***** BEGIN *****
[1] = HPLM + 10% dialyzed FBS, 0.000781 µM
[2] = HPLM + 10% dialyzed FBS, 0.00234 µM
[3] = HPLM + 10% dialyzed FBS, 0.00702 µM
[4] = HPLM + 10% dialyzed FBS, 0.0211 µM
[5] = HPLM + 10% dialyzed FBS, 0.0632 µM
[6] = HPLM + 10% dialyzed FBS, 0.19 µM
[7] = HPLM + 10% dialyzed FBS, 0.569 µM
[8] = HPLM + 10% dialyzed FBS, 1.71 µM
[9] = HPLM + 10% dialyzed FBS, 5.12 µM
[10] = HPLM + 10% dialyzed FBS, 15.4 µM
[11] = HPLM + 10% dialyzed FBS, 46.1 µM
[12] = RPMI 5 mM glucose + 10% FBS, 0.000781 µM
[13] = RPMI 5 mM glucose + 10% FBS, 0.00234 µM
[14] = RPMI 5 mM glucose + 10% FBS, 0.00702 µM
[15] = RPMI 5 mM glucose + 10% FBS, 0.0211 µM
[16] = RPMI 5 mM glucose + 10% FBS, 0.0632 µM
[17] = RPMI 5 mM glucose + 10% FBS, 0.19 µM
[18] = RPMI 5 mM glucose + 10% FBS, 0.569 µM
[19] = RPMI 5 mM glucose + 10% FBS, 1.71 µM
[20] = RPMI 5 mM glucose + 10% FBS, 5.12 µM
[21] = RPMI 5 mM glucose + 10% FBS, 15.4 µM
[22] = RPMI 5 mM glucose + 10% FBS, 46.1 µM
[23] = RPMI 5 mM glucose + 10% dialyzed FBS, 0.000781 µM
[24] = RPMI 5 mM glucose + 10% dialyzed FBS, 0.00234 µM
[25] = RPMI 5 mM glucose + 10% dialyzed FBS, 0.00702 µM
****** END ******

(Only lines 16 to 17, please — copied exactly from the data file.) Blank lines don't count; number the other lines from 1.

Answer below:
[16] = RPMI 5 mM glucose + 10% FBS, 0.0632 µM
[17] = RPMI 5 mM glucose + 10% FBS, 0.19 µM